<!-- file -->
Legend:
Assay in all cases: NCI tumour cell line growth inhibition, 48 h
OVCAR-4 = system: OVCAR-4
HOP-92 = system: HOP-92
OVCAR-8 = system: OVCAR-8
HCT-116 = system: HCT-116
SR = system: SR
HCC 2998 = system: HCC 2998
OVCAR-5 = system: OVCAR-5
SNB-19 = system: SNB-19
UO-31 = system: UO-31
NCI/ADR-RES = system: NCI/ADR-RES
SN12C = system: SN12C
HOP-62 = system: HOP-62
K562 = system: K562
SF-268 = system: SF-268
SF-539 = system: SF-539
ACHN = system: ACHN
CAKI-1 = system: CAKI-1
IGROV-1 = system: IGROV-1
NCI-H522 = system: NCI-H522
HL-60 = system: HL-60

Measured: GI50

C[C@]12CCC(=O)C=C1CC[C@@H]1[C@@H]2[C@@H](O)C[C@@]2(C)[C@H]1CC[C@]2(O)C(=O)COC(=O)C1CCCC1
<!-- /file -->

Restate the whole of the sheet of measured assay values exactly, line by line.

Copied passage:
Legend:
Assay in all cases: NCI tumour cell line growth inhibition, 48 h
OVCAR-4 = system: OVCAR-4
HOP-92 = system: HOP-92
OVCAR-8 = system: OVCAR-8
HCT-116 = system: HCT-116
SR = system: SR
HCC 2998 = system: HCC 2998
OVCAR-5 = system: OVCAR-5
SNB-19 = system: SNB-19
UO-31 = system: UO-31
NCI/ADR-RES = system: NCI/ADR-RES
SN12C = system: SN12C
HOP-62 = system: HOP-62
K562 = system: K562
SF-268 = system: SF-268
SF-539 = system: SF-539
ACHN = system: ACHN
CAKI-1 = system: CAKI-1
IGROV-1 = system: IGROV-1
NCI-H522 = system: NCI-H522
HL-60 = system: HL-60

Measured: GI50

C[C@]12CCC(=O)C=C1CC[C@@H]1[C@@H]2[C@@H](O)C[C@@]2(C)[C@H]1CC[C@]2(O)C(=O)COC(=O)C1CCCC1